The damage of such attacks—both financially and in terms of reputation—is enormous. Only very few companies are adequately secured against ransomware attacks, although around three-quarters of German companies are affected by data attacks. The damage is often in the millions, as ransomware encrypts systems and data, making it impossible to continue working. If backups are also encrypted, which are often just as vulnerable to attack as the original data due to their location on the servers, companies must reckon with definitive data losses. Since most ransomware attacks rely not only on encryption but also data extraction, even after successful decryption, further data protection lawsuits by those affected are to be expected.
These measures secure your IT
So you see: In addition to the technical component, the human factor, in particular, must be included when securing your IT systems. After all, the human factor is THE weak point in your IT system.
Short-term measures such as the strict separation of private and professional devices are a good start for the current situation. In the long term, however, you need a holistic strategy that starts with the choice of technical solutions used. This includes VPN clients, cloud applications, firewalls, and anti-virus programs. Ideally, these building blocks go hand in hand, so that the maintenance effort for your IT infrastructure is reduced.
It is also essential that you become even more aware of the importance of the human security risk—and take active measures. This starts with training courses on social engineering and manipulation. This training should not only focus on the basic problems but also explain the technical aspects. Only then can a basic understanding of the dangers of such attacks emerge.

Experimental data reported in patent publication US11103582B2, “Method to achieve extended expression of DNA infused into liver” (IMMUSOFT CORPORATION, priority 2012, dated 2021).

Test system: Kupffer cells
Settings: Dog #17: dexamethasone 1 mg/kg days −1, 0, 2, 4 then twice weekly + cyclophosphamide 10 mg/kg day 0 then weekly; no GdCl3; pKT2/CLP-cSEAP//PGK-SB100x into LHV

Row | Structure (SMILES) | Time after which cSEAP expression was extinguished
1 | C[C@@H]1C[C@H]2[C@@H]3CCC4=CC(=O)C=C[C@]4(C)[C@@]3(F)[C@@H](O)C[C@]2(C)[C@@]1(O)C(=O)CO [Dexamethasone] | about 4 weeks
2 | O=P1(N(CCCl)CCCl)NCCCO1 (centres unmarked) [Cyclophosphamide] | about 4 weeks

Become aware of the importance of identity protection! Today, this can be secured with simple means such as multifactor authentication. This also kills two birds with one stone: modern multifactor authentication relies on passwordless login methods and single sign-on. This not only protects your IT but also offers your employees a simpler and more effective work experience.
DoubleClue – Your protection for the human factor
Therefore, we advise you to implement an improved identification policy in your company. Using multi-factor authentication, users must identify themselves through a second component when logging on to different applications or devices. This ensures security against unauthorized use by third parties. Multifactor authentication is especially important for all those employees who have administrative rights or remote access rights to third-party servers and devices. No matter how well you train your employees, a technical barrier that prevents unauthorized access without exception is mandatory. As a single human error by a single user is enough to cause maximum damage.
Your advantages when implementing DoubleClue
- Short roll-out time: In total, you need about one day to secure your corporate network against external attacks with multifactor authentication
- We accompany you completely during implementation and roll-out and offer you full support afterward
Request your 30-day free trial here.